But, since moving to the New York, I’ve found a decidedly not-hip, back ally hair cut place which falls somewhere between a turn of the century Barber Shop and the type of establishment Tony Soprano would probably hang around at before heading over the Bada Bing Club. In fact, as if they were pitching an HBO pilot, each employee seems to represent a different facet of the hair cutting community: the Italian guy who still speaks more Sicilian than English, the Russian guy whose answer to every question is usually “buzz cut,” the fair skinned guy who is either a homosexual or metro-sexual (or both if that’s possible) and the Jewish guy who, according to stereotype, only seems to handle the money. Interestingly enough, they are all named Sal.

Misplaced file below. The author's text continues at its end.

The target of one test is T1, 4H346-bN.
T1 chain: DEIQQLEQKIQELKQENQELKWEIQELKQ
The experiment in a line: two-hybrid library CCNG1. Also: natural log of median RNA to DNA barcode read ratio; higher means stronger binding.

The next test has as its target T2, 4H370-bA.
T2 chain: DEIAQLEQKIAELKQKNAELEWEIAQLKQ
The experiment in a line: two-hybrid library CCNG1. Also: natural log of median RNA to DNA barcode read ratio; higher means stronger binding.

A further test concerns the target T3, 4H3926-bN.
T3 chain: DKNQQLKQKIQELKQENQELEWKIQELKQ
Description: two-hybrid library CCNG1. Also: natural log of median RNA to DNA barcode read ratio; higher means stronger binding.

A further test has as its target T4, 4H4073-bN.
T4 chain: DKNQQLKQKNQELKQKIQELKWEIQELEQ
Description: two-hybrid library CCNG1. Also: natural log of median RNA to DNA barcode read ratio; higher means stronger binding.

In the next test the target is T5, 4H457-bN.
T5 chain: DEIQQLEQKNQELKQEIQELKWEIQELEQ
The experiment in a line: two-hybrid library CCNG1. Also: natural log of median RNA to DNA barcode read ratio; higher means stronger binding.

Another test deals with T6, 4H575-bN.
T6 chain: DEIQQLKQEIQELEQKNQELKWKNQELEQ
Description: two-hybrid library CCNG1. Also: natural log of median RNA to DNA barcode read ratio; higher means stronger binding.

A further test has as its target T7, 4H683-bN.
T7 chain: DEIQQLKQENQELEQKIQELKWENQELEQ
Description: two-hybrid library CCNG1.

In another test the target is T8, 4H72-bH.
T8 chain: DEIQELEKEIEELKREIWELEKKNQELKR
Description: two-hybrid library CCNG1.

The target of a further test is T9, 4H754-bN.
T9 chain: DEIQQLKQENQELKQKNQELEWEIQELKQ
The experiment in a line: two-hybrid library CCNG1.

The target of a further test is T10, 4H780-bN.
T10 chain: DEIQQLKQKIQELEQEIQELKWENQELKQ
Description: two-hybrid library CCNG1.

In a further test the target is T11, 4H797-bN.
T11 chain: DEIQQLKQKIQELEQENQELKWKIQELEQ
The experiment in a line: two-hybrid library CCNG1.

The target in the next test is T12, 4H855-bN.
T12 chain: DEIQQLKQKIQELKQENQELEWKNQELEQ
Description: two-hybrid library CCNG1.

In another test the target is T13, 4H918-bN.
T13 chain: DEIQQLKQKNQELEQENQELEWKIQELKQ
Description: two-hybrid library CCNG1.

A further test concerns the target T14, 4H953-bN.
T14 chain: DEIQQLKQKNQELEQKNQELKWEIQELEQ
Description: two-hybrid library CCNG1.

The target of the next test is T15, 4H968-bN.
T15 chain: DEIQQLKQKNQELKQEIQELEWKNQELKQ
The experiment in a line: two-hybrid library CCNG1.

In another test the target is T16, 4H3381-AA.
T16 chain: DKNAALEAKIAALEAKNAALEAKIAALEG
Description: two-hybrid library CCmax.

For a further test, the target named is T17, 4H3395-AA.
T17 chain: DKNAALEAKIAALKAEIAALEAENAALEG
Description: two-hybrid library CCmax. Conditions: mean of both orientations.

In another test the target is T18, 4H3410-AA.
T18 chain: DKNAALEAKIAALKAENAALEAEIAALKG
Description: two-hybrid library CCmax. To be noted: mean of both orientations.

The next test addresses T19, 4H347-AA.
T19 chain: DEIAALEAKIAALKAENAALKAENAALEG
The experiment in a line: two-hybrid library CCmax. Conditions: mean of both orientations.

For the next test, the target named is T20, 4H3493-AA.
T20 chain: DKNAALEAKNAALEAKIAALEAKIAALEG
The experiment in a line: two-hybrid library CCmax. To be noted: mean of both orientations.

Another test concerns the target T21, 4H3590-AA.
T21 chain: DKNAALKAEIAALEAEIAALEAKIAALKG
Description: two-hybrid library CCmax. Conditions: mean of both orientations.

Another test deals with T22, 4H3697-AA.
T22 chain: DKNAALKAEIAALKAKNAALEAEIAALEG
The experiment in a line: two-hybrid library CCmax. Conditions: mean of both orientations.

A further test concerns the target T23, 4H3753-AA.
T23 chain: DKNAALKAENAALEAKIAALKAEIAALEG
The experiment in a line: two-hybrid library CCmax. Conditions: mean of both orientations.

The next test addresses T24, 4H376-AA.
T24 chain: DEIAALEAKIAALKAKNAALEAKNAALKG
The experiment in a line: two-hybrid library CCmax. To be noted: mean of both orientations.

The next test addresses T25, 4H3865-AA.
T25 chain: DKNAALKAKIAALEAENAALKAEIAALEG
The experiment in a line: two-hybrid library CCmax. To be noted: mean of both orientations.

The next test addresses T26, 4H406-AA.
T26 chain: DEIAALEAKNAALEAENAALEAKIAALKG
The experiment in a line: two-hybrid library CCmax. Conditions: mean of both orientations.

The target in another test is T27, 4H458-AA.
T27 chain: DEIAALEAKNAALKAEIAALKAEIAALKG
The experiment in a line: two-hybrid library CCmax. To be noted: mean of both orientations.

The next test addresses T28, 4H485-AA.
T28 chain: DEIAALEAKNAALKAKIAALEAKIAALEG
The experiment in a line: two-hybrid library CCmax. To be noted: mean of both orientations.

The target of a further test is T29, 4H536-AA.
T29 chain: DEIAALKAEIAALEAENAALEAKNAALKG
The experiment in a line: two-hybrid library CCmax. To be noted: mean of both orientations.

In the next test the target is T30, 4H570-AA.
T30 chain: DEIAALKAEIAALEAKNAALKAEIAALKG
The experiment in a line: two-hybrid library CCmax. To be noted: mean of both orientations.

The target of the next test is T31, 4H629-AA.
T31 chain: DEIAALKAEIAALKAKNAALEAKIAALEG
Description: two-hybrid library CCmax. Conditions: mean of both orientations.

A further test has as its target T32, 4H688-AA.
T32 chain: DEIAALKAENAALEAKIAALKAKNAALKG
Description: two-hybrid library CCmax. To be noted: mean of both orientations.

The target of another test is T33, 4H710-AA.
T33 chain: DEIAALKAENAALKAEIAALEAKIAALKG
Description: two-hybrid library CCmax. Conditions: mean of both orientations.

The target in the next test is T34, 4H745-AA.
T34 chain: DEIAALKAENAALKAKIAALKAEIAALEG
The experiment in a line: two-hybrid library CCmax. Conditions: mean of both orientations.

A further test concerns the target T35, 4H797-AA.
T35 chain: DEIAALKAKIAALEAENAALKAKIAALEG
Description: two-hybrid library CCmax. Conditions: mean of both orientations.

Like entering any mafia organization, it took them a while to truly let me into the family, but, once I figured out how to tip without using my cell phone calculator, my shaves got softer, my waits got shorter and my reading material went from People to Playboy.
We’ve also managed to bond over some good old fashioned rock-and-roll, particularly, Elvis Presley, whose mug is plastered across the room like Phish posters in my college dorm (I like his music, they like his sideburns). Since I have a good six weeks before my own sideburns start to double as ear plus, I’m also toying with the idea of either compiling some highlights from to bring in as a loose script or creating some sort of completely fabricated story about myself that I can develop a visit at a time until I really start losing my hair. Or until the mop top is cool again.

Tuesday, January 08, 2008

Not So Famous